The Trends We’re Saying Goodbye To

HOT JOE dissects the trends that are on their way out.

Celebrity influencer marketing

Are influencers really on their way out? Recent advertising trends have shown that big retail brands, such as Macy's, are foregoing models and tapping their own employees as endorsers. According to a recent report from Sprout Social, 70% of marketers are already using their employees as their endorsers. The logic? By empowering and incentivizing their employees, brands are giving control to the people who are helping shape the company—without shelling a ton of money on influencer paychecks.

Physical offices

Will cars be the new workplaces of the future? Yes, according to’s HP’s chief technology officer Shane Well, who predicted that the onslaught of driverless cars will drive people to work in transit. And because car owners are always in their vehicles anyway due to traffic congestion, might as well use the opportunity to schedule conference calls and meetings while on the road, right?

Ford sedans

Ford Motor Co. declared that they’ll be cutting most of its North American sedan models to save costs, enabling the company to be more competitively viable to address the increasing market demands. Of course, not all models will be scrapped. CEO Jim Hacket confirmed that Mustang sports car as well as the Focus crossover vehicle will still be in production. By 2020, Ford plans to sell mostly trucks and SUVs as commercial vehicles.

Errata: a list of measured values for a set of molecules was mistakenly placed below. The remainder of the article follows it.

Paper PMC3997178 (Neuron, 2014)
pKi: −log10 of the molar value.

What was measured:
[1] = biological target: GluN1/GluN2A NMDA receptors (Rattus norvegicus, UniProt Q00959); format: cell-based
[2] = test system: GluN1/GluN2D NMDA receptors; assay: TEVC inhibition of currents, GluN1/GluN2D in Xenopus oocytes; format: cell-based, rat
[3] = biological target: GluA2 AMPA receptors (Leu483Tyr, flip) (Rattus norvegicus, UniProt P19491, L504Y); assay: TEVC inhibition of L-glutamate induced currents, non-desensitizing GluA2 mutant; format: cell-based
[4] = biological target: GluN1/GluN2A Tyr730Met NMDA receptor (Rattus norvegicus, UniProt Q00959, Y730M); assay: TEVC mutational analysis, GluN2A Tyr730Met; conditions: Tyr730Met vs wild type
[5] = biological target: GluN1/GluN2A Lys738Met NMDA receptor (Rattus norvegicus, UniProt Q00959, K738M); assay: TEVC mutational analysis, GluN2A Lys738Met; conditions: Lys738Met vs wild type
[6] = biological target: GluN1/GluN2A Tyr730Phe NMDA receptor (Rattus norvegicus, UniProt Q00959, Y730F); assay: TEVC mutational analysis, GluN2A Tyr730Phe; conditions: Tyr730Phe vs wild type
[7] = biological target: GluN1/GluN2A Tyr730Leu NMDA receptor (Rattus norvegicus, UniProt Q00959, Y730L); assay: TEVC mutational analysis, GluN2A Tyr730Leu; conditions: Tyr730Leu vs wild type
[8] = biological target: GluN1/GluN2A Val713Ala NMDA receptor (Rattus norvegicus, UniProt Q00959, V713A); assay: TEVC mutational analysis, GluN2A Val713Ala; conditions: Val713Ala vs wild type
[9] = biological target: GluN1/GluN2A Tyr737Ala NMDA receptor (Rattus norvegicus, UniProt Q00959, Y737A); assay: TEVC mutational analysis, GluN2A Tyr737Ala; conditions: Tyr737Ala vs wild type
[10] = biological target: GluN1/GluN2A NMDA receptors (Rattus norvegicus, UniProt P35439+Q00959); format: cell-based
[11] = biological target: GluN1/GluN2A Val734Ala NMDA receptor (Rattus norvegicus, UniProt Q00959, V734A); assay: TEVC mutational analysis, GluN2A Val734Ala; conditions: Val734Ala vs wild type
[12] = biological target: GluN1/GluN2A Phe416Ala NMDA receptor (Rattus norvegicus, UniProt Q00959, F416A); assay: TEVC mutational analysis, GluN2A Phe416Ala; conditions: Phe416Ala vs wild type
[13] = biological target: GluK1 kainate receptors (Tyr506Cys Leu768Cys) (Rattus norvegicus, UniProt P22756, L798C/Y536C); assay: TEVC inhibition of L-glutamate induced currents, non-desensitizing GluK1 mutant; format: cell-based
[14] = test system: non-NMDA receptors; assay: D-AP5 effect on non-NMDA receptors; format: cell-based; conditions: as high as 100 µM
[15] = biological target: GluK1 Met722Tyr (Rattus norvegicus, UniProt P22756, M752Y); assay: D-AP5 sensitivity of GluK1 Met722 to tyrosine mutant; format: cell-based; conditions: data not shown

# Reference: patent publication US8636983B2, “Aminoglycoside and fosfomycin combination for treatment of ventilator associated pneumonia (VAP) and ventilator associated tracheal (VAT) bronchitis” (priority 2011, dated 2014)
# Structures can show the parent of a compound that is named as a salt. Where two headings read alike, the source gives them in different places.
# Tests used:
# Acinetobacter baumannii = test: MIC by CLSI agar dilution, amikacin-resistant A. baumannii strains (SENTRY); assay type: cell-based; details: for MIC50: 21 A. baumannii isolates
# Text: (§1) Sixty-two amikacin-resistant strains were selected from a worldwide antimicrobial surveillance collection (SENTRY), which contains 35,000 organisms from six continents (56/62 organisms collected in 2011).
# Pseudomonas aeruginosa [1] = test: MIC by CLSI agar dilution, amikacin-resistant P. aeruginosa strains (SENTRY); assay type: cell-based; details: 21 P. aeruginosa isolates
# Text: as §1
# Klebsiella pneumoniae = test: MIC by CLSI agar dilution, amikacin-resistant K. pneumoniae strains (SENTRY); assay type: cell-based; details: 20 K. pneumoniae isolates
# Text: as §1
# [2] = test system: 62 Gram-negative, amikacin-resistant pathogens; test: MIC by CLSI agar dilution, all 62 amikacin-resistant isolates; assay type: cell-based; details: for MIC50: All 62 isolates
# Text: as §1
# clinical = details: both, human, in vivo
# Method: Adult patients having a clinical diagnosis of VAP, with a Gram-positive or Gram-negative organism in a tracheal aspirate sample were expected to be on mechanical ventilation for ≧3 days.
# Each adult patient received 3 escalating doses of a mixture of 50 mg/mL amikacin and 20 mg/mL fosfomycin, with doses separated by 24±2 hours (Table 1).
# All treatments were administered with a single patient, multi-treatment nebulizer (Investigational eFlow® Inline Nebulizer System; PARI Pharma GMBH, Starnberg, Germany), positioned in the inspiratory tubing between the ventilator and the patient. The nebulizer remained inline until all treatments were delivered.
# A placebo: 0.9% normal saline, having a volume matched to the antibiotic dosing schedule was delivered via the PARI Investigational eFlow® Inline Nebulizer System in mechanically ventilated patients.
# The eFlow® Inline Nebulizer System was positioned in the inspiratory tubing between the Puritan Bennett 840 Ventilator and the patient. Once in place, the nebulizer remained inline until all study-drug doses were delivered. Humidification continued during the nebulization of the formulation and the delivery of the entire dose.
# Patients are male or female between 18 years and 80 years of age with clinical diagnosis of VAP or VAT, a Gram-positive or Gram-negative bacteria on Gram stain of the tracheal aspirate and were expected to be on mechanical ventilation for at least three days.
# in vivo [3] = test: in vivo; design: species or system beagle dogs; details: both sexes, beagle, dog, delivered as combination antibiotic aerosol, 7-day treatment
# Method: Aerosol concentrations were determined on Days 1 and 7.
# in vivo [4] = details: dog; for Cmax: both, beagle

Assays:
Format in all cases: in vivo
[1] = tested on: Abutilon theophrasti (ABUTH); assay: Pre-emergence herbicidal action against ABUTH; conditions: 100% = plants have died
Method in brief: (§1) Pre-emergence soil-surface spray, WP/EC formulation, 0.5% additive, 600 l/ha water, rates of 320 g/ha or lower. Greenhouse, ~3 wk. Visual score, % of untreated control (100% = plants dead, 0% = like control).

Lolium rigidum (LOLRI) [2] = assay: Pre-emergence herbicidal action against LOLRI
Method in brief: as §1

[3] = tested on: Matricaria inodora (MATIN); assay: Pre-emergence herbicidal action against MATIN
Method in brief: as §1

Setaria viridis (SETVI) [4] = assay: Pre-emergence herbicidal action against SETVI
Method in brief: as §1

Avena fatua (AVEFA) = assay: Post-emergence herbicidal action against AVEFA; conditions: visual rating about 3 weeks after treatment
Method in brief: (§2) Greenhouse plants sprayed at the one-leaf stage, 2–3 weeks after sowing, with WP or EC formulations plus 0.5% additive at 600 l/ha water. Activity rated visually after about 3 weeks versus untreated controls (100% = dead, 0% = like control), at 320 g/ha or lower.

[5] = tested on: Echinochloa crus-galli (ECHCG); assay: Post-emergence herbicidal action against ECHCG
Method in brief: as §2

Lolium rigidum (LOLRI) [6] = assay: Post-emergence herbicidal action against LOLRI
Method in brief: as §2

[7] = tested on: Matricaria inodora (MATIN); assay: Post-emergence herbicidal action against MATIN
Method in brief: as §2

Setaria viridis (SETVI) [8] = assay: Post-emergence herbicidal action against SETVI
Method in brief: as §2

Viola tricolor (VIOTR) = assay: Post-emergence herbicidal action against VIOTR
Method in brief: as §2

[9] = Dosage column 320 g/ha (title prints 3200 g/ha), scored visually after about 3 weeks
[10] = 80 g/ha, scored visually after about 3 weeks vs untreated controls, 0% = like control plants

Bye-bye, plastic!

To answer the global problem of plastic waste, UK-based company Skipping Rocks Lab developed Oohoo water balls made out of plants and seaweed—marketed as “water you can eat”. This sustainable container is dubbed to end the world’s plastic dependency, alongside edible fruity straws, invented by UK start-up Herald.

The fancy Vertu

Vertu smartphones were marketed as luxurious and high-end as they were made using materials like titanium and expensive ostrich leather. Of course, this came at a premium price of $9,000 a pop—not the most affordable or convenient mobile phone. Low sales were not able to keep production afloat, and manufacturing eventually folded.

The Lily Flying Camera Drone

Lily was a highly anticipated crowdfunded project as the camera drone was developed to fly by itself. The initial pitch drew millions of investments and pre-orders—unfortunately, the company behind it failed to deliver on its promise and declared bankruptcy. In fact, many of those who ordered for their drones are still waiting to receive their refunds.